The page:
I was lying on a bed at the time of the revelation, in a drunken spin, while everyone else was upstairs, still partying. In Chretien the Holy Grail is not one object, but four, called “the Four Hallows of the Holy Grail”: namely, a grail-cup, a platter, a sword and a wand or spear, and as I burst into the upstairs room, wildly excited at my self-discovery, I looked about me, and there indeed, were the Four Hallows of the Holy Grail, leaning against the walls, or resting on tables, or in the hands of my drinking friends, marking out the four quarters. Arthur’s sword, a chalice cup, a circular silver tray full of wine glasses, and a wooden stave propped up against the wall.
It was a Druid household, and these are the paraphernalia of their spiritual practice, so it was not unnatural to find them in that room; but at the time it struck me as awesomely significant, and I fell on my knees and had Arthur knight me there and then, as the reincarnated chronicler of ancient Arthurian legend.
People said that my name should be Sir Cretin de Birmingham, marking both my mental state and my place of birth. Which will do.
The following day - ouch! - I might have regretted my drunken excesses, but the funny thing about me - and Arthur for that matter - is that we can both believe these things while disbelieving them at the same time. In any case, as the writer of a modern book about a modern-day King Arthur, that’s exactly what I understood myself to be: if not the actual reincarnated chronicler of Arthurian legend, then a contemporary version of the same thing. Not Chretien this time, but Chris.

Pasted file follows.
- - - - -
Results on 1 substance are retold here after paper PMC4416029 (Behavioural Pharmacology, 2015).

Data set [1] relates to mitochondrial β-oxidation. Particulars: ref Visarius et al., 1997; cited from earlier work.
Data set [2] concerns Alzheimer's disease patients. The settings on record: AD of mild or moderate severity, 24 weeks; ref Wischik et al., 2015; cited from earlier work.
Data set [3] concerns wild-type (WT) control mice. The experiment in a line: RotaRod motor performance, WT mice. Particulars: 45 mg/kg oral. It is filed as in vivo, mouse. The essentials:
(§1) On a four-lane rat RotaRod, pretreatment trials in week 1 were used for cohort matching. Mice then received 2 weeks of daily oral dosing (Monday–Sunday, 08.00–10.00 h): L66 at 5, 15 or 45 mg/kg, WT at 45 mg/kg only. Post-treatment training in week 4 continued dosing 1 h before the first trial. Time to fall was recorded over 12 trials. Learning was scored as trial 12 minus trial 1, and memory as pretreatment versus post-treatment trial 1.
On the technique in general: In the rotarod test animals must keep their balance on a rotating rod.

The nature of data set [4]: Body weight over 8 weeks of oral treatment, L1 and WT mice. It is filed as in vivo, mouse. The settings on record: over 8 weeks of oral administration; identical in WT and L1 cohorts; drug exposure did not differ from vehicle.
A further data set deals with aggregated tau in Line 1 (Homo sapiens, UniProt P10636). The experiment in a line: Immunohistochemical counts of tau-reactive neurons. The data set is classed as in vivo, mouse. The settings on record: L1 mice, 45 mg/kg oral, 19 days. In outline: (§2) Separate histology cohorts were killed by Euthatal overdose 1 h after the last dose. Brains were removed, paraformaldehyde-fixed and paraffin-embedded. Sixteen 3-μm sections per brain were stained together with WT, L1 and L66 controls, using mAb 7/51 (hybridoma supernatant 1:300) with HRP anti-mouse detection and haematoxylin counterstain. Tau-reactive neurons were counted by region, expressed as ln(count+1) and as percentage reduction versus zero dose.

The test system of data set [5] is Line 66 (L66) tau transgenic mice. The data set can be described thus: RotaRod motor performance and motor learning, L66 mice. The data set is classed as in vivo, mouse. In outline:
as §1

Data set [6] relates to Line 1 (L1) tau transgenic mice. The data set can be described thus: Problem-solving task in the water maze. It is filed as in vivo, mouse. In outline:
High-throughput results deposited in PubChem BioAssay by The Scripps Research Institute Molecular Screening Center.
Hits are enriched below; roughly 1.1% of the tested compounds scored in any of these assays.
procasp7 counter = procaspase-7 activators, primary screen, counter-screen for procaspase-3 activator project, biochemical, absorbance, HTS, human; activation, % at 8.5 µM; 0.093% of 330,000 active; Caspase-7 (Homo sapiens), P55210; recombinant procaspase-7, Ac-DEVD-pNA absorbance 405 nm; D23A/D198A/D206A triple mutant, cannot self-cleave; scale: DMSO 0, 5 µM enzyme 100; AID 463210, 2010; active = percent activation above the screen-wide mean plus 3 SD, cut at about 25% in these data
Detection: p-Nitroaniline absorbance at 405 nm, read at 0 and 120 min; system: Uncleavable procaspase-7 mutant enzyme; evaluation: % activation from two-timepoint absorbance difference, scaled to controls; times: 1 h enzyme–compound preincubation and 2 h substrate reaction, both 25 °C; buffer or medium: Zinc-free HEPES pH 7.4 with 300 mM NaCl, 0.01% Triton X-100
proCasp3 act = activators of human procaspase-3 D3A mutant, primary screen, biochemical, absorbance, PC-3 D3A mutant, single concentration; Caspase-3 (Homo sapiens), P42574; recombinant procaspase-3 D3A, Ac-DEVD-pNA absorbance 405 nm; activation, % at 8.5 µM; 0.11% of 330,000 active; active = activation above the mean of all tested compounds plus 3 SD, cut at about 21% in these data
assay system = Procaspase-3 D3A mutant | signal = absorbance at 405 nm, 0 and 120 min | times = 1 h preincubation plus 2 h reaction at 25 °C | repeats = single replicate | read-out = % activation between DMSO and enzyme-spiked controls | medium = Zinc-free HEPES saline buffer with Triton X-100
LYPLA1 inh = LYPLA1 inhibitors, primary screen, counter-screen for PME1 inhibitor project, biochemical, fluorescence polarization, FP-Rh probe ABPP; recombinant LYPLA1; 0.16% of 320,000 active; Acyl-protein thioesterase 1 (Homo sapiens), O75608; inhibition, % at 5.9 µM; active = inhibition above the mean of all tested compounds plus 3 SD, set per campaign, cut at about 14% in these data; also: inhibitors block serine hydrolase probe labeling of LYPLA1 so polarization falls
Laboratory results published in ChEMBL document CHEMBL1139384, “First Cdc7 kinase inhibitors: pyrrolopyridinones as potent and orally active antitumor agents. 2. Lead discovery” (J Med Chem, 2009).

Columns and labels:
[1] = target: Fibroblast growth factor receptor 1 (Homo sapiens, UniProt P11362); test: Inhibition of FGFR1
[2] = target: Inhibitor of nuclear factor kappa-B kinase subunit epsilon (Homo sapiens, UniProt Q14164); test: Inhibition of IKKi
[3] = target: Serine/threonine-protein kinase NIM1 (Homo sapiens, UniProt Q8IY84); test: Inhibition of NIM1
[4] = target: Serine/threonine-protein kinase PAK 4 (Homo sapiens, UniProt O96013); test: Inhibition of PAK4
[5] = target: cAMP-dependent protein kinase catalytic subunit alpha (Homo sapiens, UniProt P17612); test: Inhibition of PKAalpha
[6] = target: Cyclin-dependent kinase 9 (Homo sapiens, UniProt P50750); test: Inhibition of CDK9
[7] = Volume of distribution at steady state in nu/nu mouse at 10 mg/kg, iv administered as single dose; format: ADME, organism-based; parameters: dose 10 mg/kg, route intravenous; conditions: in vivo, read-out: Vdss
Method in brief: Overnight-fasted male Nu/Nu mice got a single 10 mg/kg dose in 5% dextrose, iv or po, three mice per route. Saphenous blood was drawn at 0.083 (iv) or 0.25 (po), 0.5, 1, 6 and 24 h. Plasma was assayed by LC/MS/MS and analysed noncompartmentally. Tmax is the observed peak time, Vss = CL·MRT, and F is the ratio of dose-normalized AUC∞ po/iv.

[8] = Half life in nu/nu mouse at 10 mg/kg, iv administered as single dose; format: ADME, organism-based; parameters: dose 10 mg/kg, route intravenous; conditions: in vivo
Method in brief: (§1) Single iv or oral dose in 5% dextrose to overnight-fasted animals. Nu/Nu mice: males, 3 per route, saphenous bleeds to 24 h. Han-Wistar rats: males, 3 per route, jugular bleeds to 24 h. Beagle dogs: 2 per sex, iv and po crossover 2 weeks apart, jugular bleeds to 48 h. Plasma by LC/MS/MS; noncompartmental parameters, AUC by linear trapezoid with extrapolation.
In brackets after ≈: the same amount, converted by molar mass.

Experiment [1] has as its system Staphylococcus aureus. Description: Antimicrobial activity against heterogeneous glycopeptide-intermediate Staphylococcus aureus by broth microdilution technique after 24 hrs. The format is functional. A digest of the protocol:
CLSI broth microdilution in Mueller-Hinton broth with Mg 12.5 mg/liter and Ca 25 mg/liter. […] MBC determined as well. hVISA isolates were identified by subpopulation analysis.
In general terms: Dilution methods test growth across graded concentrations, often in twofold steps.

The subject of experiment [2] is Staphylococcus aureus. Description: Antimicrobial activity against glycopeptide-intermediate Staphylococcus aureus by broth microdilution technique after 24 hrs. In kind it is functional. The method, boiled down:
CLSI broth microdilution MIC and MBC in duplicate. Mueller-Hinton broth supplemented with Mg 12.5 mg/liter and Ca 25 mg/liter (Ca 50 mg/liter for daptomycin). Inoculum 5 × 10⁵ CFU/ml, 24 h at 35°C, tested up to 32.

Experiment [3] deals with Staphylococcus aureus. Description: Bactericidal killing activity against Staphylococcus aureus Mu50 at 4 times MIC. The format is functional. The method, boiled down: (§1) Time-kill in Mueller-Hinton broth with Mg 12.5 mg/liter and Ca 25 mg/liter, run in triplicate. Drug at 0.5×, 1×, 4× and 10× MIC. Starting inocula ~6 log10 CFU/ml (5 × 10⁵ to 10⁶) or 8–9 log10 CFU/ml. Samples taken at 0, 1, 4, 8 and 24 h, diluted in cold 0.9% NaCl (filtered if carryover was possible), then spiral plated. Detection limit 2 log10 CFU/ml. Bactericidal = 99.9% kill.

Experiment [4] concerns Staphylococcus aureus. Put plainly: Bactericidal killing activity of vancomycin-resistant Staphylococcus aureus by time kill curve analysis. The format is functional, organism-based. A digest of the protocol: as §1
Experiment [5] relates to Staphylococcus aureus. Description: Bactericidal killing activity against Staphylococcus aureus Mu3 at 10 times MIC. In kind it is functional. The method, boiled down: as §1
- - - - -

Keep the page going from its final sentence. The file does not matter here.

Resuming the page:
Later, however, I went even further, and came up with a list of other names that I have been in past lives, including John Bunyan, Hans Christian Anderson and George Orwell. All writers, you will note. All men. Which only goes to show how unimaginative I am when considering these things.
Orwell died in 1950, which means that his soul must have been hanging round in the ether for quite a while before it entered me. Either that or there was a short interval life which only lasted three years. As for the others, it has something to do with the quality of their writing and their subject matter. In other words, is this really a literary exercise, with me merely picking out writers I admire? And doesn’t this illustrate what I was saying earlier, about reincarnation as fantasy?
Well yes. But then, what’s the harm in it? And the fact is, even if I wasn’t about in a past life, someone like me was.
I may not have been John Bunyan or Chretien or Hans Christian Anderson or George Orwell – who knows? - but all of them were mortal and human like me.
In the end, what does it matter? We live. We die. Life goes on. That’s all anyone can say.
The Trials of Arthur
King Arthur Pendragon
Christopher James Stone
Published Price: £12.99
Published By: Element Books
Publication Date: 02 June 2003
Format: Paperback, 256 pages, 23.4cm height, Ill.